Classic results for porous medium equation

Selfsimilar solutions

\( \newcommand{\R}{\mathbb{R}} \newcommand{\dx}{\mathrm{d}} \)
Let us seek for solutions of \(\partial \varrho = \Delta \varrho^m\) satisfying the scaling hypothesis
(x,t)\mapsto (y,\tau):=\left(\frac{x}{s(t)},\tau(t)\right) \qquad \varrho(x,t) = \frac{1}{s(t)^N} u\left(\frac{x}{s(t)},\tau(t)\right),
\] where \(s: \R_+ \to \R_+\) and \(\tau:\R_+ \to \R_+\) are reparametrization of time and \(u:\R_+\times \R^N \to \R\). The prefactor \(\frac{1}{s(t)^N}\) ensures that \(u\) conserves mass, i.e.
1 = \int_{\R^N} \varrho(x,t) \; \dx{x} \stackrel{x\mapsto ys}{=} \int_{\R^N} \frac{1}{s(t)^N} \varrho(y s(t),t)\;\dx{y} = \int_{\R^N} u(y,\tau(t)) \; \dx{y}.

The time derivative has to satisfy
\partial_t \varrho = \frac{\tau’}{s^N} \partial_\tau u – \frac{N s’}{s^{N+1}} u – \frac{s’}{s^{N+2}} x \cdot \nabla_y u = \frac{\tau’}{s} \partial_\tau u – \frac{s’}{s^{N+1}} \nabla_y \cdot ( y u) .
\] Further, let us calculate the gradient of \(\varrho^m\)
\nabla_x \varrho(x,t)^m = \nabla_y\left(\frac{1}{s^{Nm}} u(y,\tau)^m \right) \frac{1}{s}
\] and the Laplacian evaluates to
\Delta \varrho(x,t)^m = \frac{1}{s^{Nm+2}} \Delta_y u(y,\tau)^m .
\] Hence, the function \(u\) solves the equation
\[ \label{equ:rescale}
\frac{\tau’}{s^N} \partial_\tau u(y,\tau) – \frac{s’}{s^{N+1}} \nabla_y \cdot \bigl(y\; u(y,\tau)\bigr) = \frac{1}{s^{Nm+2}} \Delta_y u(y,\tau)^m .
\] We want the coefficients to be time-independent and a comparison results in the condition
c_1 \frac{\tau’}{s^N} = c_2 \frac{s’}{s^{N+1}} = c_3 \frac{1}{s^{Nm+2}} = 1,
\] where \(c_1, c_2,c_3>0\) are constants, which can be specified later.
From the first equality, we obtain \(\tau’ = \frac{c_2}{c_1}\frac{s’}{s}\), which is solved by \(\tau(t) = \tfrac{c_2}{c_1}\log s(t)\). The second equality, leads to
c_3 = s’ c_1 s^{m(N-1)+1} = c_2 \frac{\dx}{\dx t} \frac{s(t)^{N(m-1)+2} }{N(m-1)+2}
\] and integrates to \(s(t)^{N(m-1)+2} = \frac{c_3}{c_2} (N(m-1)+2)t+c_4\), where \(c_4\in \R\) is a further constant. Hence, we find the scaling relation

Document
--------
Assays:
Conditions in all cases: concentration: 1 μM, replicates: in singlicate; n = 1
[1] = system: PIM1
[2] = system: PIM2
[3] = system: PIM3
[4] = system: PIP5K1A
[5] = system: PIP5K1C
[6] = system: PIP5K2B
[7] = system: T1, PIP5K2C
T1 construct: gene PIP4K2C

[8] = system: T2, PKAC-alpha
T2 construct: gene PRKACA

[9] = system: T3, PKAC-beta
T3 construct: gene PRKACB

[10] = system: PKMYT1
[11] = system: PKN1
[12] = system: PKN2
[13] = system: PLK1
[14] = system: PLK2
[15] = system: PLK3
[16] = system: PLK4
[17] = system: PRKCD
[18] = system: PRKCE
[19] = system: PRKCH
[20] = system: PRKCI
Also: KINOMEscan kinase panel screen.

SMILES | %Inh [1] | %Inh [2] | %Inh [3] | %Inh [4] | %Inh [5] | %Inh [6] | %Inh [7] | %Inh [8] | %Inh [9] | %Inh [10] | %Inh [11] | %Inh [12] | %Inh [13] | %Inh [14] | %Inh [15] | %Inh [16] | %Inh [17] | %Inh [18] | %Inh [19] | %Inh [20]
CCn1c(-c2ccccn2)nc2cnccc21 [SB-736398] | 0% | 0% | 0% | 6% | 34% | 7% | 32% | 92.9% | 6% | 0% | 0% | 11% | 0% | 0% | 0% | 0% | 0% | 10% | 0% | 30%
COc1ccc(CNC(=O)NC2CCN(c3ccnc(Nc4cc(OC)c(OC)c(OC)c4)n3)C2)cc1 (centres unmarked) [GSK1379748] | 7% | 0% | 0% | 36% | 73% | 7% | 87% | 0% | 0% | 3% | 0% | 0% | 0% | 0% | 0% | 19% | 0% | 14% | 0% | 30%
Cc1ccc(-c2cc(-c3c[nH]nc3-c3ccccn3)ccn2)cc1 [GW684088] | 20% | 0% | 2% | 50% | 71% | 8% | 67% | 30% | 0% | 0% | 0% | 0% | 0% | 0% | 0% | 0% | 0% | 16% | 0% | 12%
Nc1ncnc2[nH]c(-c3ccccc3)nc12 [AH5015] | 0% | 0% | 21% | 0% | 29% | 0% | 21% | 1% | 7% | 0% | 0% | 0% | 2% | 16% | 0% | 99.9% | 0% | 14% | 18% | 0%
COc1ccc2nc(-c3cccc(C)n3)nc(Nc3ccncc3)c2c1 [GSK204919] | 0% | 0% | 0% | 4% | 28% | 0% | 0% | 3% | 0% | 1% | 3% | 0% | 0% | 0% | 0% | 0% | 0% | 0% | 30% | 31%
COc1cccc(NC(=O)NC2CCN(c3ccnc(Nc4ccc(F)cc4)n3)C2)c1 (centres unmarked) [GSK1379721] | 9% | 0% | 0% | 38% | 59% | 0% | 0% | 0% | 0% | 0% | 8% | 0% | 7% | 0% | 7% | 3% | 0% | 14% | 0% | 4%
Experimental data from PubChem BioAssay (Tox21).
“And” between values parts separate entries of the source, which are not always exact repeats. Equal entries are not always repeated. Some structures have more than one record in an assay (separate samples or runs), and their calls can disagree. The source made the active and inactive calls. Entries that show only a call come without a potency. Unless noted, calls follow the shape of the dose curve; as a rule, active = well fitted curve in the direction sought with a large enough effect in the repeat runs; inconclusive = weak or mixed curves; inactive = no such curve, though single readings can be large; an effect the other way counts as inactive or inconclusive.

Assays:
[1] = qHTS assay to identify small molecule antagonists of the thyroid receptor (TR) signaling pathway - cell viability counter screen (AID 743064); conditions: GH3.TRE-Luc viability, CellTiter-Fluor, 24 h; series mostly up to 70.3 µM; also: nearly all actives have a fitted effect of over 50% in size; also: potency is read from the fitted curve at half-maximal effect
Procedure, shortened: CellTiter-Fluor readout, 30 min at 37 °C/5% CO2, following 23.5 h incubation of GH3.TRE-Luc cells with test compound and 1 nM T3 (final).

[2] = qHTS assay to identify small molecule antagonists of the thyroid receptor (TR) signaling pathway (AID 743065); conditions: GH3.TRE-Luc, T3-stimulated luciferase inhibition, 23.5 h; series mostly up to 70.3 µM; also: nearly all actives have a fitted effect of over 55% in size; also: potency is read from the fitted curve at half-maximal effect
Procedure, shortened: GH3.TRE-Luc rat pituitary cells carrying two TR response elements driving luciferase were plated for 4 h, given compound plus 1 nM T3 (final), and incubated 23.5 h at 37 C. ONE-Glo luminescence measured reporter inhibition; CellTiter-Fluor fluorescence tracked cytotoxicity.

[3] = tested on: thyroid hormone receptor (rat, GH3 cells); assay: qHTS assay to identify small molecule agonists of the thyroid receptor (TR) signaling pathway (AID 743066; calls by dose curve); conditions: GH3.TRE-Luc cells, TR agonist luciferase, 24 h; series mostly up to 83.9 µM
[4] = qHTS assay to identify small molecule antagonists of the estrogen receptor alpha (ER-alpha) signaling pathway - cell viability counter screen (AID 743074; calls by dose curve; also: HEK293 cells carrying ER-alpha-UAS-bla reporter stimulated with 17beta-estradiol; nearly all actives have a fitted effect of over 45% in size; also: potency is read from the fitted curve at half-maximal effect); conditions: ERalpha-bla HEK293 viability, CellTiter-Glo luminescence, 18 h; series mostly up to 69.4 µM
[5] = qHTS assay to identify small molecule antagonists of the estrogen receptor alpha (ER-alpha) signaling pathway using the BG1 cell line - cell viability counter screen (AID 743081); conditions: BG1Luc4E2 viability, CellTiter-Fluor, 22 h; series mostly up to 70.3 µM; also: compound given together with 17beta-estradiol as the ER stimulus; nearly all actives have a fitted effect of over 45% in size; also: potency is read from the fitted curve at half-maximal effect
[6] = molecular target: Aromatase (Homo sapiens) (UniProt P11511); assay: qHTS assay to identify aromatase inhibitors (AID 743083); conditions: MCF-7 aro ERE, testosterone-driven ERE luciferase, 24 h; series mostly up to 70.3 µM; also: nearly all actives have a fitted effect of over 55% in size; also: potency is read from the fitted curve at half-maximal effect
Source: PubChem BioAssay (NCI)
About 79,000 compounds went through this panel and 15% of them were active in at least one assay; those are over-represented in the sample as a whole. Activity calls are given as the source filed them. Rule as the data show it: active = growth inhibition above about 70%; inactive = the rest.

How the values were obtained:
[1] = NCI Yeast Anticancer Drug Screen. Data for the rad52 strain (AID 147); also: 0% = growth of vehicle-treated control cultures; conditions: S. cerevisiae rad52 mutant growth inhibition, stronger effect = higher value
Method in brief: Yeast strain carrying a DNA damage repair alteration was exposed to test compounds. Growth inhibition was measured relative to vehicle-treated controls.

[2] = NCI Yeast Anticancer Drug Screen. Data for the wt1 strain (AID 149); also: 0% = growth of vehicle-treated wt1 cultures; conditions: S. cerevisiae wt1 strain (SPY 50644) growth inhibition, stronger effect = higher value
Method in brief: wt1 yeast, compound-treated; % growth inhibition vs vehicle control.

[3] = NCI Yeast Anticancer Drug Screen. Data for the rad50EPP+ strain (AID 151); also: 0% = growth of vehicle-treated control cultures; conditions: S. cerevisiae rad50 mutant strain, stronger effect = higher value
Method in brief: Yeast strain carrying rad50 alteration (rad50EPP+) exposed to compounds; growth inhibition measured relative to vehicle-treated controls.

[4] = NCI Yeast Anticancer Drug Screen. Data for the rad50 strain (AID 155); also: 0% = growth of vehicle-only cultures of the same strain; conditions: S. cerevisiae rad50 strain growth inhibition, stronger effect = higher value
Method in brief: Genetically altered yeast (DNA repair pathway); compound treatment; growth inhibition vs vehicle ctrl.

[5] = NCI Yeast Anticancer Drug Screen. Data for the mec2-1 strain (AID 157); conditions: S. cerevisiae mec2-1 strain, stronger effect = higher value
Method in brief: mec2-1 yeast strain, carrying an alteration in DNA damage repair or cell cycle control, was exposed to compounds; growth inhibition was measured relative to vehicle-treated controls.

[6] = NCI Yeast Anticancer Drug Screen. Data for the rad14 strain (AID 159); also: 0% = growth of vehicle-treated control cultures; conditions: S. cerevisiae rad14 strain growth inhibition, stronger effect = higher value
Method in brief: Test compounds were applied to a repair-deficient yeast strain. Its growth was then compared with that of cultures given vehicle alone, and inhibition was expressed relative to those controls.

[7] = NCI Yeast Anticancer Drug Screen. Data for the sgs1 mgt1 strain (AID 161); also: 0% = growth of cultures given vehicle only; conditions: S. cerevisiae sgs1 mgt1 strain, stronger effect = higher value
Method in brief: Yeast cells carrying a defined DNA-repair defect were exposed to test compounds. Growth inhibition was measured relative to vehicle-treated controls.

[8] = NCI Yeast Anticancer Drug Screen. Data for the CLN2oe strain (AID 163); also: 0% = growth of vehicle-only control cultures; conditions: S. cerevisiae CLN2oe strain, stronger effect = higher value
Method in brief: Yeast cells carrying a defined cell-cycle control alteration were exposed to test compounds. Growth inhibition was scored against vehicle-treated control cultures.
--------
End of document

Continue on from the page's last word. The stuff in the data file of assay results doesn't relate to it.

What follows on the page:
s(t) = \left(\frac{c_3}{c_2\alpha} t+c_4\right)^{\alpha} \quad\text{and}\quad \tau(t) = \frac{c_2}{c_1} \log s(t) , \qquad\text{where}\qquad \alpha:= \frac{1}{N(m-1)+2} .
\] We are still free to choose the constants \(c_1,c_2,c_3>0\) and \(c_3\in \R\). A particular nice choice is given bys \(c_1=1\), \(c_2=\frac{1}{\alpha}\), \(c_3=1\) and \(c_4=0\), then we obtain the result: If \(\varrho(x,t)\) is a solution of the PME, then \(u\) solves
\partial_\tau u(y,\tau) = \Delta_y u^m(y,\tau) + \alpha \nabla_y\cdot (y \; u(y,\tau)) , \quad\text{with}\quad \tau(t)=\log t \quad\text{and}\quad s(t) = t^\alpha ,

Equilibrium solutions

From the self similar rescaled solution \(u\), we can derive the equilibrium solution. Stationary solutions are given by function \(\hat\varrho:\R^N\to \R_+\) satisfying
\nabla_y \cdot\left(\nabla_y \hat\varrho^m + \alpha y \hat\varrho\right) = 0 .
\] Hence, by setting the flux inside of the divergence equal to zero
m \hat\varrho^{m-1} \nabla_y \hat\varrho + \alpha \;y\; \hat\varrho = 0 .
\] Hence, \(\hat\varrho\equiv 0\) is a trivial solution and in the case \(m=1\) it is easy to check that \(\hat\varrho=e^{-\frac{\alpha}{2} y^2}\) is a solution (Compare this with the Ornstein-Uhlenbeck process, which is a special case of the Fokker-Planck equation}. Therefore, let us assume, that \(m\ne 1\). Then, we have
m \hat\varrho^{m-2} \nabla_y \hat\varrho +\alpha \;y = 0 ,
\] which can be rewritten as
\nabla_y \left(\frac{m}{m-1} \hat\varrho^{m-1}\right) = \nabla_y\left(- \frac{\alpha}{2} y^2\right),
\] which determines \(\hat\varrho^{m-1}\) up to a constant \(\tilde \lambda\in \R\)
\hat\varrho^{m-1} = -\frac{m-1}{m} \frac{\alpha}{2}y^2 + \tilde \lambda
\] We can only take the power \(\frac{1}{m-1}\) if the right hand side is non-zero, hence we set
\hat\varrho(y) := \begin{cases}
\left(\tilde \lambda- \frac{m-1}{m} \frac{\alpha}{2} y^2\right)_+^{\frac{1}{m-1}} &, \text{ for } m>1 \\
\exp\left(\tilde \lambda – \frac{\alpha}{2} y^2 \right) &, \text{ for } m = 1 \\
\left(\tilde \lambda – \frac{m-1}{m} \frac{\alpha}{2} y^2\right)^{\frac{1}{m-1}} &, \text{ for } m \end{cases}
\] hereby \((x)_+ := \max\{0, x\}\) denotes the positive part of \(x\). The constant \(\tilde\lambda\) is chosen such that
\int_{\R^N} \hat\varrho(y) \; \dx{y} = 1.

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